Serious air pollution during Two Sessions

In the past five years, China’s carbon dioxide emissions per unit of GDP have dropped by 14.1%, showed Premier Li Keqiang in his government work report at the Two Sessions this week. Meanwhile, the average concentration of fine particulate matter (PM2.5) has dropped by 27.5%, and the number of days with heavy air pollution has dropped by more than 50%. 

The Two Sessions – the annual plenary sessions of the National People’s Congress (China’s top legislature) and of the Chinese People’s Political Consultative Conference (a political advisory body) – are held to review the work of the past year and plan for the next. The current administration will make its last work report this year, showing the gains and losses during the past five or even 10 years of governance. Achievements and challenges in the environment and energy sectors form part of it.

Huang Runqiu, minister of ecology and environment, told the media at the Two Sessions that China’s PM2.5 has dropped in nine of the past 10 ten years and carbon dioxide emissions per unit of GDP have dropped by 34.4%. He said that China has seen the fastest improvement in air quality and the largest use of renewable energy in the world.

However, serious air pollution has occurred in Beijing and nearby areas since the beginning of the Two Sessions, a reminder that China’s environmental management still has a long way to go. The China National Joint Center for Air Pollution Prevention and Control has confirmed that moderate to severe air pollution, indicating most people should stay indoors, has occurred locally in Beijing and nearby areas in the past few days. The main cause of the pollution was regional emissions from industrial activities, coupled with warm and humid weather and an unfavourable wind direction. The pollution is expected to last for another week or so, coinciding roughly with the end of the Two Sessions. According to Bloomberg, it was the most air-polluted Two Sessions in at least a decade.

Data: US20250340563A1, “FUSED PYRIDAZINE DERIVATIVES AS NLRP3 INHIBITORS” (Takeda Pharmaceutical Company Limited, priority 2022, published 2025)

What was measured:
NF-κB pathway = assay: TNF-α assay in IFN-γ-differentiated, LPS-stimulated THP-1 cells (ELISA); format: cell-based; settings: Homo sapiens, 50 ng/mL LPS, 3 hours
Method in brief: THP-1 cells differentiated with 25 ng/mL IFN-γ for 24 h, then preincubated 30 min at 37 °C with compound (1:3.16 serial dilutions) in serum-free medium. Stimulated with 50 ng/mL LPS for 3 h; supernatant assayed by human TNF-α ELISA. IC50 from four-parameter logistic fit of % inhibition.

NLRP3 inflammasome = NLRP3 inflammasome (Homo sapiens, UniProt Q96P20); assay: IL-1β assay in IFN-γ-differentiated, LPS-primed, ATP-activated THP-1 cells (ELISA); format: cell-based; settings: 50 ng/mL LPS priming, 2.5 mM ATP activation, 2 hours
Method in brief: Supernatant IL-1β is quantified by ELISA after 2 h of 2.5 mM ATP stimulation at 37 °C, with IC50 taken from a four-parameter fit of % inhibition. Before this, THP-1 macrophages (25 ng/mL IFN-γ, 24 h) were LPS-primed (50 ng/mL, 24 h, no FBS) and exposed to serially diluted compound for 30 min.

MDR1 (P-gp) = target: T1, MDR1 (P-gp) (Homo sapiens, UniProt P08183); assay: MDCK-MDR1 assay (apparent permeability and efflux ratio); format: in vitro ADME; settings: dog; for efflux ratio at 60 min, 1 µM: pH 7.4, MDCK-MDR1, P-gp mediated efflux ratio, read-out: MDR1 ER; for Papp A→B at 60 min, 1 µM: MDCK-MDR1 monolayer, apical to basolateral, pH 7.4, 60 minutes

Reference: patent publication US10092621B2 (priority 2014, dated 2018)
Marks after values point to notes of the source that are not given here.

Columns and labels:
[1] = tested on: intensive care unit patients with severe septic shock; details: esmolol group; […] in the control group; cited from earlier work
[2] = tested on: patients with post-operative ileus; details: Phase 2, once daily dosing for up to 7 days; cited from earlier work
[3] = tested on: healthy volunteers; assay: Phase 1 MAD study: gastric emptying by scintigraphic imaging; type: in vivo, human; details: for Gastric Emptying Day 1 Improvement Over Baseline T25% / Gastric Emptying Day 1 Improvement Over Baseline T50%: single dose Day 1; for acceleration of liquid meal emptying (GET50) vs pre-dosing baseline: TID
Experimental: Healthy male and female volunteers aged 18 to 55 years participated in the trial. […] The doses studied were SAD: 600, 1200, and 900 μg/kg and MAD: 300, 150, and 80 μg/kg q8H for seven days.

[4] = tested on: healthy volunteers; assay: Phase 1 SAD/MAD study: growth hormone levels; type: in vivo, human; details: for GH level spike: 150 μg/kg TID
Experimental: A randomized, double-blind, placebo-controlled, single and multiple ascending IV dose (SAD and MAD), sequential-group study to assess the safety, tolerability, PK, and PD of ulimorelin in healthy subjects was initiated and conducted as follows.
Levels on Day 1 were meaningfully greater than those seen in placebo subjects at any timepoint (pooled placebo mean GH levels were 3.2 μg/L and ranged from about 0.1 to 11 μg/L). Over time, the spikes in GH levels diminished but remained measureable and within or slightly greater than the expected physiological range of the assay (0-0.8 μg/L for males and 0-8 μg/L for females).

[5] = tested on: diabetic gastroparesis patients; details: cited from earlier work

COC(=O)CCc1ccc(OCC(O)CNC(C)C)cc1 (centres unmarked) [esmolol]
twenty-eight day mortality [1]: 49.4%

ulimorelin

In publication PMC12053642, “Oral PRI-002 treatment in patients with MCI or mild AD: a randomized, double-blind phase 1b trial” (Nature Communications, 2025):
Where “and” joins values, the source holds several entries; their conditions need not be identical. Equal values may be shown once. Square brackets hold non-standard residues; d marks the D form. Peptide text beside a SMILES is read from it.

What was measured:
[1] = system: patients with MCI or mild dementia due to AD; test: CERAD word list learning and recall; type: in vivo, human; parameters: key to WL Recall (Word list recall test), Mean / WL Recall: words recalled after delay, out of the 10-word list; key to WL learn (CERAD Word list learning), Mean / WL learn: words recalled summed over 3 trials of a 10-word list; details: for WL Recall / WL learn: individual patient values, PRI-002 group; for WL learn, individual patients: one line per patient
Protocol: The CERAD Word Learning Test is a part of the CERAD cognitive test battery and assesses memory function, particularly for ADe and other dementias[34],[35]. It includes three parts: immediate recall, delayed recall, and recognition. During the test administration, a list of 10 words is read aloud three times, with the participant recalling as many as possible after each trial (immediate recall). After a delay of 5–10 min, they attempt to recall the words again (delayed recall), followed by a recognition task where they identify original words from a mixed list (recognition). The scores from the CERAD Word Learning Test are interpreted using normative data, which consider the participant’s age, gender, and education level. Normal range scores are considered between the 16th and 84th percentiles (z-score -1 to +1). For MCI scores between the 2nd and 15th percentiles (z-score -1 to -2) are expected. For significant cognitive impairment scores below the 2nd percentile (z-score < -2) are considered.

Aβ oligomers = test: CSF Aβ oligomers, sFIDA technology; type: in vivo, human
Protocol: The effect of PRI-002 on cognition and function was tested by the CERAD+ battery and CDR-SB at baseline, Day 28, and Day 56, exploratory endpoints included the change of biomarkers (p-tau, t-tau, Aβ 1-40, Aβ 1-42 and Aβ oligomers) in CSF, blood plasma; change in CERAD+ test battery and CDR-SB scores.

People usually expect “political blue skies”, an improvement in air quality due to strengthened pollution control and reduced industrial activities during important political meetings. Some scholars have shown that air quality has improved significantly during key meetings. In fact, two weeks before this year’s Two Sessions, major officials from the Ministry of Ecology and Environment went to nearby provinces to supervise and inspect the air pollution prevention and control of key industries and enterprises.

The absence of blue skies shows that China is still striving to balance economic development, energy security and growing the share of low-carbon energy. The government work report mentioned that the proportion of China’s clean energy consumption has risen from 20.8% to more than 25% in the past five years. It also mentioned the role of coal as the main energy source and promoted the “clean and efficient use of coal.” China Electric Power News pointed out that national energy security is the primary concern of energy development.

According to an interview with experts by the China Times, coal needs to be phased out gradually, but the phase-out process should be based on the establishment of a new energy system. The construction of the system needs to be accelerated.

Read China Dialogue’s earlier report on tackling air pollution and this report on China’s energy security and energy transition.